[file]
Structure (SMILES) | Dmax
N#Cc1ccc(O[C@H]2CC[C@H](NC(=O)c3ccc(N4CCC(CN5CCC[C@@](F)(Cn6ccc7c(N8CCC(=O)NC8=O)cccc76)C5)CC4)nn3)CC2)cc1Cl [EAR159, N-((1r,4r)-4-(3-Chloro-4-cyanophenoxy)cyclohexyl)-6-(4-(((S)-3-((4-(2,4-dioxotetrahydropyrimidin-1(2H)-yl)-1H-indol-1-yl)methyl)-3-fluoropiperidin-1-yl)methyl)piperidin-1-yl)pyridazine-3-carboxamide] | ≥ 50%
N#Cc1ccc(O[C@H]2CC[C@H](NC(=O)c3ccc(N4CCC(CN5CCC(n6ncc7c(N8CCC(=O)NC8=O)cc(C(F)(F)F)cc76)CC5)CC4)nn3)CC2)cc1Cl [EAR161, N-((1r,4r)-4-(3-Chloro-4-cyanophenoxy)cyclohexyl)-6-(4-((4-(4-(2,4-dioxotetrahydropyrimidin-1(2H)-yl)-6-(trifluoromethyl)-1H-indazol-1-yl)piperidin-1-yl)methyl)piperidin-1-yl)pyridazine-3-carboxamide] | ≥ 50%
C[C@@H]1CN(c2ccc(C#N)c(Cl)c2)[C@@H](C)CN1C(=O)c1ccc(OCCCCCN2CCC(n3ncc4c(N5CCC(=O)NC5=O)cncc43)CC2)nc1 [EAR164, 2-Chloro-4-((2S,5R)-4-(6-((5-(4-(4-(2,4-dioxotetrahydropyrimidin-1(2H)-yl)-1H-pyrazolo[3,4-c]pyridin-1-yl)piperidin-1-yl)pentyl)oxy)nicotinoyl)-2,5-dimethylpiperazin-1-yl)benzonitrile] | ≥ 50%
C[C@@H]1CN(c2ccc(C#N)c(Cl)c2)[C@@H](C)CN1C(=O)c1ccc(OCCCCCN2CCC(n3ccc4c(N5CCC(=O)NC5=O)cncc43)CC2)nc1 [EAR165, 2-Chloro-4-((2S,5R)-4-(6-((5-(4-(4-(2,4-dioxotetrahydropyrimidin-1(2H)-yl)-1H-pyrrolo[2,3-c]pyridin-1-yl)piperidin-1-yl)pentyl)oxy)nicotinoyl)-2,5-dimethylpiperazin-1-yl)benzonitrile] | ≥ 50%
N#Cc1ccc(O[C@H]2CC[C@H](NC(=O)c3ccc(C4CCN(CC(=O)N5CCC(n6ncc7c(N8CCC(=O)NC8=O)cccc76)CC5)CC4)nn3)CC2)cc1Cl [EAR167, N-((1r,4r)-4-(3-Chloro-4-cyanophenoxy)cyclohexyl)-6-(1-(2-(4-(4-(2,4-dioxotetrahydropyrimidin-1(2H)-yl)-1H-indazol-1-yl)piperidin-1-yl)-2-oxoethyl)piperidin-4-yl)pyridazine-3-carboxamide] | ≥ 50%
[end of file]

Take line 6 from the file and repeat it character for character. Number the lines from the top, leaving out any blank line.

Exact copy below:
N#Cc1ccc(O[C@H]2CC[C@H](NC(=O)c3ccc(C4CCN(CC(=O)N5CCC(n6ncc7c(N8CCC(=O)NC8=O)cccc76)CC5)CC4)nn3)CC2)cc1Cl [EAR167, N-((1r,4r)-4-(3-Chloro-4-cyanophenoxy)cyclohexyl)-6-(1-(2-(4-(4-(2,4-dioxotetrahydropyrimidin-1(2H)-yl)-1H-indazol-1-yl)piperidin-1-yl)-2-oxoethyl)piperidin-4-yl)pyridazine-3-carboxamide] | ≥ 50%